Sweden set up front company to secretly export arms to Saudi Arabia
March 29, 2012 1 Comment
By JOSEPH FITSANAKIS| intelNews.org |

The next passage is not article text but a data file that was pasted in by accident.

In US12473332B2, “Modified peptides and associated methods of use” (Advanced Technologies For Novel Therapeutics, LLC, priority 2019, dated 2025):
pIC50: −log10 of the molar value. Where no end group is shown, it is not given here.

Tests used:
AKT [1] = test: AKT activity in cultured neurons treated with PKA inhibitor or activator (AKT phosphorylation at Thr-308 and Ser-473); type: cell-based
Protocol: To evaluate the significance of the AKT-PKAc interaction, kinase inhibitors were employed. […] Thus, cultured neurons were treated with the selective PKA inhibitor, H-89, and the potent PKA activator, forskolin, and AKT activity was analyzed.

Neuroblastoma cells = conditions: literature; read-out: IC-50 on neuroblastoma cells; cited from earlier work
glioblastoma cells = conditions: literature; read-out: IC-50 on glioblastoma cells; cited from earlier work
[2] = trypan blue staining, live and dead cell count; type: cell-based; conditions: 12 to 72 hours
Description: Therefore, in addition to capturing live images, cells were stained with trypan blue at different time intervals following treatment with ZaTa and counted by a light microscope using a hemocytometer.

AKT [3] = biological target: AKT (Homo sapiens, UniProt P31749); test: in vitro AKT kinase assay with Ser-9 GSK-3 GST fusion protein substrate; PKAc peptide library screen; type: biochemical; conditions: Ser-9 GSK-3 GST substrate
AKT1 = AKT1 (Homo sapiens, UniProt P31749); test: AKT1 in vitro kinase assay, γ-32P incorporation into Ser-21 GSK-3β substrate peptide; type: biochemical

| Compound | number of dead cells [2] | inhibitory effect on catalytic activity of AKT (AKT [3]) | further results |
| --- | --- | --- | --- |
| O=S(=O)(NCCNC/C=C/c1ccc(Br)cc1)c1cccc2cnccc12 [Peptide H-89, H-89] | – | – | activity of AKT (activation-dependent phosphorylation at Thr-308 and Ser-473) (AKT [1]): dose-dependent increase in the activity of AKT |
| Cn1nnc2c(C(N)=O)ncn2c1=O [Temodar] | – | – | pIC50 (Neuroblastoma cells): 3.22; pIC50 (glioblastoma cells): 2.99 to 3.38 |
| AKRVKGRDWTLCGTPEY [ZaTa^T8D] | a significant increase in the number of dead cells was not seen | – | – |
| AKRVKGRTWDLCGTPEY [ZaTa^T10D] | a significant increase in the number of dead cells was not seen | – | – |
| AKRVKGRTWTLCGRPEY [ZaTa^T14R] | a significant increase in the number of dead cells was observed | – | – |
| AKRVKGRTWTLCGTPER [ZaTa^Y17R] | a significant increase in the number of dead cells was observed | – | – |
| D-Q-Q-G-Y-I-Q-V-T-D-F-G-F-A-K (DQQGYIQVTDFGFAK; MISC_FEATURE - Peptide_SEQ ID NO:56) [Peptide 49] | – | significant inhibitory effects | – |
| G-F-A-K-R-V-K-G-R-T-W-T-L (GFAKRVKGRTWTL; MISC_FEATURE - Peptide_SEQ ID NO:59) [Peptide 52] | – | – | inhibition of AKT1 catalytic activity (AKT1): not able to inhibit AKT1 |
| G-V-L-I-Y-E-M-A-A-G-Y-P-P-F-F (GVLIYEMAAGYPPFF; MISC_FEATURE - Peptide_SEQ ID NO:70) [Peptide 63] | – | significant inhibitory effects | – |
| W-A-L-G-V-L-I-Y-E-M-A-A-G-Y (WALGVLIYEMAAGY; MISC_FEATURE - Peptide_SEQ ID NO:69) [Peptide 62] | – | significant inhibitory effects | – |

Long considered as one of the world’s most socially responsible nations, Sweden has stringent laws prohibiting the export of Swedish weapons to countries that fall short of elementary democratic standards. Which is why the Swedish electorate was shocked by news earlier this month that the Swedish government set up a front company to secretly export weapons to one of the world’s most repressive and brutal regimes: Saudi Arabia. According to Sveriges Radio, Sweden’s publicly funded national broadcaster, which first aired the story, the shell company, which is named SSTI, was founded in 2009. It was registered in Saudi Arabia by former employees of Sweden’s Defense Research Agency. Known simply as FOI, the Agency operates as the defense research arm of the Swedish government, and reports directly to Sweden’s Ministry of Defense. The Stockholm based broadcaster said that the former FOI employees were specifically selected by the Swedish government in order to prevent the appearance of links between the front company, SSTI, and the Swedish state. The deal with the Saudi government was to build a weapons factory in the oil-rich kingdom, which would covertly manufacture Swedish weapons for direct sale to the Saudi Arabian Armed Forces. The deal turned complex, however, and was almost derailed, by the requirement to use cash funds in order to set up SSTI. It was at that point, Sveriges Radio says, that the FOI turned to Swedish military intelligence for assistance. According to anonymous sources, FOI officials “borrowed cash” from Sweden’s Military Intelligence and Security Service (MUST), which was eventually transported in suitcases to Saudi Arabia “on several occasions”, in order to help set up the front company. MUST, a division of the Swedish Armed Forces Central Command, which employs both military and civilian staff, asked no questions. Instead, it used taxpayers’ money to facilitate FOI’s request. This, says Sveriges Radio, allowed FOI to avoid leaving a paper trail linking SSTI to the Swedish government. Allegedly, FOI later repaid the money to MUST, which never knew the purpose of the original cash loan. The country’s national broadcaster spoke to Erik Lagersten, Press Secretary for the Swedish Armed Forces, who said that there is an “ongoing [government] inquiry” to determine “whether FOI have used the funds in an incorrect manner”. He added, however, that he could not comment further on the case, “because this is confidential”.